Under that philosophy, the general target is to foster a new development paradigm with the domestic market as the mainstay and the domestic and international markets reinforcing each other, said Yang.
He highlighted that the new development paradigm should be able to adapt to the changing environment, taking advantage of the Chinese government’s capacity to coordinate macroeconomic policies to continually pursue structural reform on the supply side and expand domestic demand.
The detailed proposals, released on Nov 3, have delivered clear messages on the coordination of macroeconomic policies, and are a basic requirement for macroeconomic governance, guided by the nation’s overall strategic plans, according to Wang Yiming, former deputy head of the Development Research Center of the State Council.
“Fiscal and monetary policies will provide the major tools to achieve the long-term economic development goals,” said Wang, who suggested building up a unified coordination mechanism to facilitate joint efforts on fiscal and monetary policy. The mechanism is expected to work along with employment, industrial, investment, consumption and environment protection measures to spur the real economy.
The annual Central Economic Work Conference, usually held in mid-December, will set the GDP growth target, fiscal budgets and general policy directions for 2021.
Next year, China is likely to normalize the supply of credit and its fiscal stance, as the economy is projected to maintain a sound rebound of about 9 percent year-on-year GDP growth, said Robin Xing, chief China economist at Morgan Stanley.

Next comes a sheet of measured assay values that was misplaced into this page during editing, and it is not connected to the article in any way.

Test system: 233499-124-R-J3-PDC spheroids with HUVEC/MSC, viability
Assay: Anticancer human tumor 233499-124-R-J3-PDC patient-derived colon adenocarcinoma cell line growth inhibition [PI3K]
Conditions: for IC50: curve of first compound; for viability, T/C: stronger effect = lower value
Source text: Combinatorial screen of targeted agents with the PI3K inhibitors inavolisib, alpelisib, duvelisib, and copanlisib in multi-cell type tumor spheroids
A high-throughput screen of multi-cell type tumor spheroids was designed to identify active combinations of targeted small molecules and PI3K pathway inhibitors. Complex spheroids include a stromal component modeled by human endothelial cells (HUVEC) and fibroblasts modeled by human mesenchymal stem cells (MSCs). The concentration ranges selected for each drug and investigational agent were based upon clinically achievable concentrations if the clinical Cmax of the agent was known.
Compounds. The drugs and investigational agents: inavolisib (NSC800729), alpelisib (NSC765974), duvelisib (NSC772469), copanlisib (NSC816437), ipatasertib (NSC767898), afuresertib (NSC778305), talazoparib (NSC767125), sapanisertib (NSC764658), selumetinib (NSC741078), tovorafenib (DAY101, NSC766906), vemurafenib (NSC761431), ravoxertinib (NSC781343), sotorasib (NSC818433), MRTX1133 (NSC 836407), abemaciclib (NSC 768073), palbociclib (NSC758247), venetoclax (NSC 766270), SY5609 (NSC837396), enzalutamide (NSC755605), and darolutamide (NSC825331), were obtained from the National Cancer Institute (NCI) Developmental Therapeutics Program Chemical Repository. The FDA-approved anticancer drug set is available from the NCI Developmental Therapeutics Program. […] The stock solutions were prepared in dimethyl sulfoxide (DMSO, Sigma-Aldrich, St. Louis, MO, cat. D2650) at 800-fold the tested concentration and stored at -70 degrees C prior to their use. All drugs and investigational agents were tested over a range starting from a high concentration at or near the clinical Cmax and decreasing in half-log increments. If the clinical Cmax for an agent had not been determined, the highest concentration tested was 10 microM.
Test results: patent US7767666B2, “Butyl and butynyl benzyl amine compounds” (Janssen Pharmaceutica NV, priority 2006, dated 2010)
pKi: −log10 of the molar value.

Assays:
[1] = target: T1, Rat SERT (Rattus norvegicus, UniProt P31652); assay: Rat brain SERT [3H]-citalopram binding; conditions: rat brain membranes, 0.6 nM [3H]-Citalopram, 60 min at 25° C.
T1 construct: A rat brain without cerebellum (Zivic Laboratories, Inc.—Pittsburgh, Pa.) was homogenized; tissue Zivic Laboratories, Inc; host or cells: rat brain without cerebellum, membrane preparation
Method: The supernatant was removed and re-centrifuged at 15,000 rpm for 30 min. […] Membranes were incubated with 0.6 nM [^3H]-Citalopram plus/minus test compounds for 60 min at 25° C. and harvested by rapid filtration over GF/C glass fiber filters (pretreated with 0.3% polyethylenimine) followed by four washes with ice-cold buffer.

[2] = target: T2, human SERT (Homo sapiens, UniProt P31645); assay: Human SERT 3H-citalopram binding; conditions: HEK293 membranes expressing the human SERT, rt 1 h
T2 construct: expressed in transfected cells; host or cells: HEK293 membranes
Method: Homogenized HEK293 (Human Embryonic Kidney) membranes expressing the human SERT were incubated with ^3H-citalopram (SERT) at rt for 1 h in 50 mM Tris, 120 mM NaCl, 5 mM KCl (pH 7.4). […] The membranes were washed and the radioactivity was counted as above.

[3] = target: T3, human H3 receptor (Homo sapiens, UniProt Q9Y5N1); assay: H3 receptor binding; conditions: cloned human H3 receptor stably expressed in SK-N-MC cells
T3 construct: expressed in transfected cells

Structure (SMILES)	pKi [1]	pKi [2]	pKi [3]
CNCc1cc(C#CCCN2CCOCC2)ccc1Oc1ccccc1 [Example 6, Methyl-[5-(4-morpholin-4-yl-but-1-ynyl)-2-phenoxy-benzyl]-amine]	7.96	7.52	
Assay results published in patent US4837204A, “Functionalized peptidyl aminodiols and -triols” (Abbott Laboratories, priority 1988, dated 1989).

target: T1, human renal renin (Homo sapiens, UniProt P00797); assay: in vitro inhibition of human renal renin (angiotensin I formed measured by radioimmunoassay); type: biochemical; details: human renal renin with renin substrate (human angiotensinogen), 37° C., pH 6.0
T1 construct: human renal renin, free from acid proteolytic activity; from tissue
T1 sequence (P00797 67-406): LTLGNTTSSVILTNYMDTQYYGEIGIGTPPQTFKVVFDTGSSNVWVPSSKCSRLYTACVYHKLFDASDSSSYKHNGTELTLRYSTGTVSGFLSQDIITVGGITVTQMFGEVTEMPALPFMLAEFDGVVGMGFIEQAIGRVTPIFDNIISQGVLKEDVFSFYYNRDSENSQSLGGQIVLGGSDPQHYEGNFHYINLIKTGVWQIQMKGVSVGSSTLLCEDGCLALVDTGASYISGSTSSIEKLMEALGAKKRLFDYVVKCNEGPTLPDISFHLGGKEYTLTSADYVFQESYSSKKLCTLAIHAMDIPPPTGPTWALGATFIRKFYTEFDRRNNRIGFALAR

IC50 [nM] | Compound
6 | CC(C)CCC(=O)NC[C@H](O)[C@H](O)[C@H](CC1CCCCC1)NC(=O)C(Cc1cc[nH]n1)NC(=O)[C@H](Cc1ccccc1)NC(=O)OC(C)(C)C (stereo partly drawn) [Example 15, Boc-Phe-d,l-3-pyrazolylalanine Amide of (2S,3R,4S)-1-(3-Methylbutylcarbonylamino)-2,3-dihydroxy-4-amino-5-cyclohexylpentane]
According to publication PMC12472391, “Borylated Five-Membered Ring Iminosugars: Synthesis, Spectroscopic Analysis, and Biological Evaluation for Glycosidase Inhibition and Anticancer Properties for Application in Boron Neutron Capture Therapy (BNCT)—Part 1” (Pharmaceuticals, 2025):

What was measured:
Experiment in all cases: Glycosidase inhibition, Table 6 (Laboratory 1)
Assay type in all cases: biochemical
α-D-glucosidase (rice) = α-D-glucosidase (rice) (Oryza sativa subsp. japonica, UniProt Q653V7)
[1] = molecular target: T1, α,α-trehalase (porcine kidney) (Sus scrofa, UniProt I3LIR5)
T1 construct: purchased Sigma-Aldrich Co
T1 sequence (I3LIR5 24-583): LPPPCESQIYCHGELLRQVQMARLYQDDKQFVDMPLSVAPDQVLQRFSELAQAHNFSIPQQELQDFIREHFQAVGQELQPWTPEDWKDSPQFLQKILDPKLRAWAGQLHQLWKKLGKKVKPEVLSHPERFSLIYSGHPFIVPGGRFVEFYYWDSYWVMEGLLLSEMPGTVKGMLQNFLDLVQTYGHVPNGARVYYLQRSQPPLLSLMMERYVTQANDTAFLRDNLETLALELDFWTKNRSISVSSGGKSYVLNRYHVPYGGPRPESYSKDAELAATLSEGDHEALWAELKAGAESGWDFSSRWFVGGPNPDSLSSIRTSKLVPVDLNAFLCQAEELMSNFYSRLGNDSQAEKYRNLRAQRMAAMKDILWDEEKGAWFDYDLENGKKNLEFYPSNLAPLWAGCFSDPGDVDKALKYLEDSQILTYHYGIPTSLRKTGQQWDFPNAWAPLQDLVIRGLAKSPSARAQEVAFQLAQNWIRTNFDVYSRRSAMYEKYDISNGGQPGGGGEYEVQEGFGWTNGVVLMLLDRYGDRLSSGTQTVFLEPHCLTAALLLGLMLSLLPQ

Infrastructure and property construction, however, are likely to moderate as strong stimulus measures are expected to be phased out after significant fiscal expansion and a surge in credit this year, Xing said.
Xing calculated that an annual average GDP growth of 4.5 percent is needed for China during the next five years, in order to achieve the target of becoming a high-level income country. “If China can successfully carry out the key initiatives, China’s per capita gross national income may reach $14,600 by 2025.”
Despite the pandemic, the world’s second-largest economy recovered quickly this year as a result of strong monetary and fiscal policy support, which also fueled government-led infrastructure investment.
China’s GDP grew by 4.9 percent year-on-year in the third quarter of this year, compared with a 1.6 percent contraction in the first half. Growth in industrial production resumed to the pre-COVID-19 level in October, with exports notching up double-digit growth from a year earlier.